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To those who are unskilled in its sweet tongue, Though they should question most impetuously Its hidden soul, it gossips something wrong
Some senseless and impertinent reply. But thou who art as wise as thou art strong Can compass all that thou desirest. I Present thee with this music-flowing shell, Knowing thou canst interrogate it well.
"And let us two henceforth together feed On this green mountain slope and pastoral plain, The herds in litigation-they will breed
Quickly enough to recompense our pain,
If to the bulls and cows we take good heed;
And thou, though somewhat over fond of gain, Grudge me not half the profit."-Having spoke, The shell he proffered, and Apollo took.
And gave him in return the glittering lash,
And then Apollo with the plectrum strook
His sweeter voice a just accordance kept.
The herd went wandering o'er the divine mead,
Affection sweet, and then, and now, and ever,
To whom he gave the lyre that sweetly sounded, Which skilfully he held and played thereon. He piped the while, and far and wide rebounded The echo of his pipings; every one
Of the Olympians sat with joy astounded,
While he conceived another piece of fun, One of his old tricks-which the God of Day Perceiving, said :-"I fear thee, Son of May;
"I fear thee and thy sly chameleon spirit,
Thieves love and worship thee-it is thy merit
That he would never steal his bow or dart,
"And I will give thee as a goodwill token,
"For, dearest child, the divinations high
Which thou requirest, 'tis unlawful ever
That thou, or any other deity,
Should understand-and vain were the endeavour;
For they are hidden in Jove's mind, and I
In trust of them, have sworn that I would never
Betray the counsels of Jove's inmost will
To any God-the oath was terrible.
"Then, golden-wanded brother, ask me not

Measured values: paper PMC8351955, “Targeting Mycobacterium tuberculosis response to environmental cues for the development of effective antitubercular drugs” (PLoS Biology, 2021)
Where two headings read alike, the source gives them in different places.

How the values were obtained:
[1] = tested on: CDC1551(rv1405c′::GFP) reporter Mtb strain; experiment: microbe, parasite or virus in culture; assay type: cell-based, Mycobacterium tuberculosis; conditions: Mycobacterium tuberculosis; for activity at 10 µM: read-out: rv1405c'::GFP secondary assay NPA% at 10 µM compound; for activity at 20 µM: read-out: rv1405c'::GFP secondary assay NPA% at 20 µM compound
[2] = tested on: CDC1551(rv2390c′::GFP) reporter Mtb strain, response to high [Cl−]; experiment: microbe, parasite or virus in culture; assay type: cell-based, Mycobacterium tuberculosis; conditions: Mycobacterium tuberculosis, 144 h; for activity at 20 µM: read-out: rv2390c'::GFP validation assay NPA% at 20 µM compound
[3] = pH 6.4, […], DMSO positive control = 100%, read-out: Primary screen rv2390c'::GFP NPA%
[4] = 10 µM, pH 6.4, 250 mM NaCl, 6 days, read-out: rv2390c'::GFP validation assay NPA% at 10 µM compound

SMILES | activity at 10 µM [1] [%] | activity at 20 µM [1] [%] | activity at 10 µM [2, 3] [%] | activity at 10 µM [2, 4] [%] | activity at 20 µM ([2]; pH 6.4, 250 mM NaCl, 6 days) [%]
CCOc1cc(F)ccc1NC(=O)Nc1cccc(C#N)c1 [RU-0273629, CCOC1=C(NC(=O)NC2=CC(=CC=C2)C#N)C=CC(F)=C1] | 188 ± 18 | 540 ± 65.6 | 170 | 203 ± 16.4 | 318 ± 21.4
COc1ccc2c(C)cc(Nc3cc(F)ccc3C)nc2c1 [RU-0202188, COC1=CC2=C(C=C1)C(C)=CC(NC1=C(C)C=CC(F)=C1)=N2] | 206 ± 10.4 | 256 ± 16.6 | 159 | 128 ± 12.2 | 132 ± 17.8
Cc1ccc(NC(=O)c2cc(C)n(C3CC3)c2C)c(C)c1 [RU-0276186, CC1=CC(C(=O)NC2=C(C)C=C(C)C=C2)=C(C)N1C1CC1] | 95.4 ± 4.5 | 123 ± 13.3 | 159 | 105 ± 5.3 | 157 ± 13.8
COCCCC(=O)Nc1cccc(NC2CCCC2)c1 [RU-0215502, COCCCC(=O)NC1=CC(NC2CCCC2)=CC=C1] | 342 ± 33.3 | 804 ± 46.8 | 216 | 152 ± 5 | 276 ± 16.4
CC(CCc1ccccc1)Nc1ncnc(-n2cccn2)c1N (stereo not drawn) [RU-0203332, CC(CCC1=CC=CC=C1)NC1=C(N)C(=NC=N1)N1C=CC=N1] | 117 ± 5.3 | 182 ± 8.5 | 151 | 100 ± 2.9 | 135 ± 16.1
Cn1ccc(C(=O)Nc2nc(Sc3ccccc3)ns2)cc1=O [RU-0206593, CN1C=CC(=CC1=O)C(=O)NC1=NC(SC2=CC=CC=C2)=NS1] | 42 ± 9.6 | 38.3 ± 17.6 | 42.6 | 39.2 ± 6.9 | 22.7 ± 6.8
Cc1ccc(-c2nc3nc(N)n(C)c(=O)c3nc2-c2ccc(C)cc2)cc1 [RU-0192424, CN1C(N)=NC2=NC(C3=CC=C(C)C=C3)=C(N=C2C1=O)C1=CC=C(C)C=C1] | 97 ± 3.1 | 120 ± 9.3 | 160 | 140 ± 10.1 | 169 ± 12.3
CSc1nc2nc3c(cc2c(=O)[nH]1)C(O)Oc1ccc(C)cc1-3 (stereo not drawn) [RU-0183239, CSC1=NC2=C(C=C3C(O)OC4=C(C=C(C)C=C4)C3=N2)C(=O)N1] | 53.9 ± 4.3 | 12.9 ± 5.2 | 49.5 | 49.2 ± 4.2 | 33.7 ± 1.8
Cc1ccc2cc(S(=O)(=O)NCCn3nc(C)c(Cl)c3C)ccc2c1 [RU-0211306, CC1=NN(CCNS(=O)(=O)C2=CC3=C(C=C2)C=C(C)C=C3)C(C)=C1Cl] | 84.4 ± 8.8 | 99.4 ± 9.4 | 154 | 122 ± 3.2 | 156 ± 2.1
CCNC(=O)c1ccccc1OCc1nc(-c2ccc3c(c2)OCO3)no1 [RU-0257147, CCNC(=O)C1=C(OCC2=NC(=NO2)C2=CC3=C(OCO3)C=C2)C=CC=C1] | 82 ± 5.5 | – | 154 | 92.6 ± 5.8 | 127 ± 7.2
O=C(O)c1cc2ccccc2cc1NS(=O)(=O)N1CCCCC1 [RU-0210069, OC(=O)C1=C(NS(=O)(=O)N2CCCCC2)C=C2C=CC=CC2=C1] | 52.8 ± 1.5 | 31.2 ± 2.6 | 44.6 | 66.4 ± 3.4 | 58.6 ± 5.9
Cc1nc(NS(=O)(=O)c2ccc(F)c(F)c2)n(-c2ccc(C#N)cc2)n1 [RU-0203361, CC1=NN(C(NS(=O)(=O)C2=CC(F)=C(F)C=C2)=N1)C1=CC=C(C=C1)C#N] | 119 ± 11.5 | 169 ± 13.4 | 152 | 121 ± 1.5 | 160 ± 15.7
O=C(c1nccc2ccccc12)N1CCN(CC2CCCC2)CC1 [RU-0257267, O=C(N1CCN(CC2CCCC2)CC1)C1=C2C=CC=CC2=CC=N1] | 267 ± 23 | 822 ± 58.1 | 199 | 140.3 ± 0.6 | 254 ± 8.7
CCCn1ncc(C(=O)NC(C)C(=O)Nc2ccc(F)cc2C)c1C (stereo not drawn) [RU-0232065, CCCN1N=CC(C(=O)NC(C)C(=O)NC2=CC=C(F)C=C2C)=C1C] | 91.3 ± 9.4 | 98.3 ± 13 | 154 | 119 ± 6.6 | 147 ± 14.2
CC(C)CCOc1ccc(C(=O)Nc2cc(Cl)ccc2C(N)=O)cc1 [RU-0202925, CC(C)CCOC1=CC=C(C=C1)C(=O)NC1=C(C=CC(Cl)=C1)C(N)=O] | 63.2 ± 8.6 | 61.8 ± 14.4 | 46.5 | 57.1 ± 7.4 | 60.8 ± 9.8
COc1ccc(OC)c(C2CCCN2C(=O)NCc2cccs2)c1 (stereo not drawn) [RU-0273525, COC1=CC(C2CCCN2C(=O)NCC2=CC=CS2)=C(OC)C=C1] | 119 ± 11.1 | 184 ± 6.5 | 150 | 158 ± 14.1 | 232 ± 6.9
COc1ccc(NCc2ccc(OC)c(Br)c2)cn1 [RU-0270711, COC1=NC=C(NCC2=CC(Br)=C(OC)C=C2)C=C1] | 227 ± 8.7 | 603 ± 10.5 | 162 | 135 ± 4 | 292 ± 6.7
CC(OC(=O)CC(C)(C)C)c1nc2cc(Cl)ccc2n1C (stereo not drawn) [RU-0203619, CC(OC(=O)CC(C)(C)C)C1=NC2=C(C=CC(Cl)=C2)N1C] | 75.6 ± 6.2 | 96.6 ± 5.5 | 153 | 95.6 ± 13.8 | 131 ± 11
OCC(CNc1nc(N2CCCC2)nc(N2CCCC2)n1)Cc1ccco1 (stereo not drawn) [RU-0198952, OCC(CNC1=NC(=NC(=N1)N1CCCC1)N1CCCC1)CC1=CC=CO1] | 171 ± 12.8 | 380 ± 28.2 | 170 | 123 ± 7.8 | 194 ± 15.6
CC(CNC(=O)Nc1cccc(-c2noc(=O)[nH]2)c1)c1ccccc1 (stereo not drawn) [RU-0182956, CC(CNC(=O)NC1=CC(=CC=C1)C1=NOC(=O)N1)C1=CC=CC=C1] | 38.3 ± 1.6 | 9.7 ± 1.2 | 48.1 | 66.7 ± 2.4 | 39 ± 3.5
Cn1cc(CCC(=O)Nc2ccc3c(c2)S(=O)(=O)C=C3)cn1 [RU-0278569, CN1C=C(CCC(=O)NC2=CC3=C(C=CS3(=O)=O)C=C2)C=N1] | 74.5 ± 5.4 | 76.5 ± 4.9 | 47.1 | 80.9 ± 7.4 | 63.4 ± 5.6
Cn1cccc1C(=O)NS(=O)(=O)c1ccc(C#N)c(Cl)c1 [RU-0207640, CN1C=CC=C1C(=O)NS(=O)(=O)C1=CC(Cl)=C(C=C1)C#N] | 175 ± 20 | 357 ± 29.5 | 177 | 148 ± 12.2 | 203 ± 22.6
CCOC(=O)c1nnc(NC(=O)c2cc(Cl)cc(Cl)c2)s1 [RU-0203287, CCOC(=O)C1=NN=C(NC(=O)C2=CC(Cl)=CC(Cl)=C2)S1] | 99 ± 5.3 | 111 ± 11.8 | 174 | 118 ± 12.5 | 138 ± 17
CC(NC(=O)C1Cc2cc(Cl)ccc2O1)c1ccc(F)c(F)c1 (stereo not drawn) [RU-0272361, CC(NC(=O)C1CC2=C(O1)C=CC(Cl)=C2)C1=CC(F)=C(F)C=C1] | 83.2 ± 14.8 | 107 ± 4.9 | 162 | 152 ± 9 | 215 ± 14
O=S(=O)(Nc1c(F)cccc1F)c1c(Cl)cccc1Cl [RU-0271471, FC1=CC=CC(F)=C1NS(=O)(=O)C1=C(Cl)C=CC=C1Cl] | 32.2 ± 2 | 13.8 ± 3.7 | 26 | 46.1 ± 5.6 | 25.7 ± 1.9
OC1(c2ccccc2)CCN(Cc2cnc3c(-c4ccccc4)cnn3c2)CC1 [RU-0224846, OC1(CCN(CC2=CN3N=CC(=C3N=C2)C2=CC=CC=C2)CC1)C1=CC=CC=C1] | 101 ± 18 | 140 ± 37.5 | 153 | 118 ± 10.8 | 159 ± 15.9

To the unnumbered tribes of human kind.
"Him will I not deceive, but will assist;
And deems their knowledge light, he shall have mist
His gifts deposit. Yet, O Son of May,
I have another wondrous thing to say.
"There are three Fates, three virgin Sisters, who
My father cared not. Whilst they search out dooms,
They, having eaten the fresh honey, grow
I give; if you inquire, they will not stutter:
"Take these and the fierce oxen, Maia's childO'er many a horse and toil-enduring mule, O'er jagged-jawed lions, and the wild
White-tusked boars, o'er all, by field or pool, Of cattle which the mighty Mother mild
Nourishes in her bosom, thou shalt ruleThou dost alone the veil of death upliftThou givest not-yet this is a great gift."
Thus king Apollo loved the child of May
In truth, and Jove covered them with love and joy. Hermes with Gods and men even from that day Mingled, and wrought the latter much annoy, And little profit, going far astray
Through the dun night. Farewell, delightful Boy, Of Jove and Maia sprung,-never by me,
Nor thou, nor other songs shall unremembered be.
Sil. O BACCHUS, what a world of toil, both now
And driving through his shield my winged spear,
Is it a dream of which I speak to thee?
By Jove it is not, for you have the trophies!
For when I heard that Juno had devised
On this wild shore, their solitary caves,
And one of these, named Polypheme, has caught us
To be his slaves; and so, for all delight
Of Bacchic sports, sweet dance and melody,
We keep this lawless giant's wandering flocks.
My sons indeed, on far declivities,
Young things themselves, tend on the youngling sheep, But I remain to fill the water casks,
Or sweeping the hard floor, or ministering
Some impious and abominable meal
To the fell Cyclops. I am wearied of it!
Ha! what is this? are your Sicinnian measures
CHORUS OF SATYRS.
Where has he of race divine
An Iacchic melody
To the golden Aphrodite
Seeking her and her delight
With the Mænads, whose white feet
In these wretched goatskins clad,
Sil. Be silent, sons; command the slaves to drive
The gathered flocks into the rock-roofed cave.
Chorus. Go! But what needs this serious haste, O father?
Sil. I see a Greek ship's boat upon the coast,
And thence the rowers with some general
Approaching to this cave. About their necks
And water-flasks. O, miserable strangers!
Whence come they, that they know not what and who
My master is, approaching in ill hour
The inhospitable roof of Polypheme,
And the Cyclopian jawbone, man-destroying?
Be silent, Satyrs, while I ask and hear
Whence coming, they arrive the Etnean hill.
The Antistrophe is omitted.